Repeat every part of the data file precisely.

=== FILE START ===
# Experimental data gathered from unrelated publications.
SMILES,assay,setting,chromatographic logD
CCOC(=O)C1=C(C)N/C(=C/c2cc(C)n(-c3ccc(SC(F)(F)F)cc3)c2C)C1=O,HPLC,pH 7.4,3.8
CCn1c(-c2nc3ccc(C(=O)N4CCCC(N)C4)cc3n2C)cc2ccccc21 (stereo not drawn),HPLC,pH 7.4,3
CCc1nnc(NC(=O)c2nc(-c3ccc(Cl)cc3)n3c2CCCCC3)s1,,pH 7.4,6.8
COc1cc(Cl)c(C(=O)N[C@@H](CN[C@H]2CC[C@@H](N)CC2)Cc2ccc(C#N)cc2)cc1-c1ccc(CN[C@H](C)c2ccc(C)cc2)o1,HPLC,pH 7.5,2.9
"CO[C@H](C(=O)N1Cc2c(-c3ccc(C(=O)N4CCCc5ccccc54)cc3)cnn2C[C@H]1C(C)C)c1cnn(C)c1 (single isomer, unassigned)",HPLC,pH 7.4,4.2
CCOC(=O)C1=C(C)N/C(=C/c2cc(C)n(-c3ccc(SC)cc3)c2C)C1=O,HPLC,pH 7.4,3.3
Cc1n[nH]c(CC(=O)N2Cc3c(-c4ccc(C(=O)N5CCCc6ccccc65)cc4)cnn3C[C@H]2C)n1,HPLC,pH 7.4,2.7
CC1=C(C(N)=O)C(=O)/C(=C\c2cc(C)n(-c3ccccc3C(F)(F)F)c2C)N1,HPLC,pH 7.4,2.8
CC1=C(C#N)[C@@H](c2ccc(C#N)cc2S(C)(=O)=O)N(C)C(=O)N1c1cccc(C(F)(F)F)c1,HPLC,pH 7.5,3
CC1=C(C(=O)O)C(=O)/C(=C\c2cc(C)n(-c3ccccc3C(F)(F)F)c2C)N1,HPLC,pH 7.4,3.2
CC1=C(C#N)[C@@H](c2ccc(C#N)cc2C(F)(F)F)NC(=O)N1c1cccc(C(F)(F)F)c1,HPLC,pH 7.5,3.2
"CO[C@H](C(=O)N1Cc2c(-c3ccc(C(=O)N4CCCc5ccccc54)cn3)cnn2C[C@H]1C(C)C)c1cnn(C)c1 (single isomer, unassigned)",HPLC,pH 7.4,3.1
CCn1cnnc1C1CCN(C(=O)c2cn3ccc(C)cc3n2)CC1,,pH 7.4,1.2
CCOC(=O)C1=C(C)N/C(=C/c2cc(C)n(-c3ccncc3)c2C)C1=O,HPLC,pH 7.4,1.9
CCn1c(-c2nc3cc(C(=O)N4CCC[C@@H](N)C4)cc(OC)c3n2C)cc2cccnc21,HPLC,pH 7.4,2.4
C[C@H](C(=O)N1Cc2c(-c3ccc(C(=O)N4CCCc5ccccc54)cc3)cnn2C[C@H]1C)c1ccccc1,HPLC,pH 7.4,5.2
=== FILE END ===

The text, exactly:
# Experimental data gathered from unrelated publications.
SMILES,assay,setting,chromatographic logD
CCOC(=O)C1=C(C)N/C(=C/c2cc(C)n(-c3ccc(SC(F)(F)F)cc3)c2C)C1=O,HPLC,pH 7.4,3.8
CCn1c(-c2nc3ccc(C(=O)N4CCCC(N)C4)cc3n2C)cc2ccccc21 (stereo not drawn),HPLC,pH 7.4,3
CCc1nnc(NC(=O)c2nc(-c3ccc(Cl)cc3)n3c2CCCCC3)s1,,pH 7.4,6.8
COc1cc(Cl)c(C(=O)N[C@@H](CN[C@H]2CC[C@@H](N)CC2)Cc2ccc(C#N)cc2)cc1-c1ccc(CN[C@H](C)c2ccc(C)cc2)o1,HPLC,pH 7.5,2.9
"CO[C@H](C(=O)N1Cc2c(-c3ccc(C(=O)N4CCCc5ccccc54)cc3)cnn2C[C@H]1C(C)C)c1cnn(C)c1 (single isomer, unassigned)",HPLC,pH 7.4,4.2
CCOC(=O)C1=C(C)N/C(=C/c2cc(C)n(-c3ccc(SC)cc3)c2C)C1=O,HPLC,pH 7.4,3.3
Cc1n[nH]c(CC(=O)N2Cc3c(-c4ccc(C(=O)N5CCCc6ccccc65)cc4)cnn3C[C@H]2C)n1,HPLC,pH 7.4,2.7
CC1=C(C(N)=O)C(=O)/C(=C\c2cc(C)n(-c3ccccc3C(F)(F)F)c2C)N1,HPLC,pH 7.4,2.8
CC1=C(C#N)[C@@H](c2ccc(C#N)cc2S(C)(=O)=O)N(C)C(=O)N1c1cccc(C(F)(F)F)c1,HPLC,pH 7.5,3
CC1=C(C(=O)O)C(=O)/C(=C\c2cc(C)n(-c3ccccc3C(F)(F)F)c2C)N1,HPLC,pH 7.4,3.2
CC1=C(C#N)[C@@H](c2ccc(C#N)cc2C(F)(F)F)NC(=O)N1c1cccc(C(F)(F)F)c1,HPLC,pH 7.5,3.2
"CO[C@H](C(=O)N1Cc2c(-c3ccc(C(=O)N4CCCc5ccccc54)cn3)cnn2C[C@H]1C(C)C)c1cnn(C)c1 (single isomer, unassigned)",HPLC,pH 7.4,3.1
CCn1cnnc1C1CCN(C(=O)c2cn3ccc(C)cc3n2)CC1,,pH 7.4,1.2
CCOC(=O)C1=C(C)N/C(=C/c2cc(C)n(-c3ccncc3)c2C)C1=O,HPLC,pH 7.4,1.9
CCn1c(-c2nc3cc(C(=O)N4CCC[C@@H](N)C4)cc(OC)c3n2C)cc2cccnc21,HPLC,pH 7.4,2.4
C[C@H](C(=O)N1Cc2c(-c3ccc(C(=O)N4CCCc5ccccc54)cc3)cnn2C[C@H]1C)c1ccccc1,HPLC,pH 7.4,5.2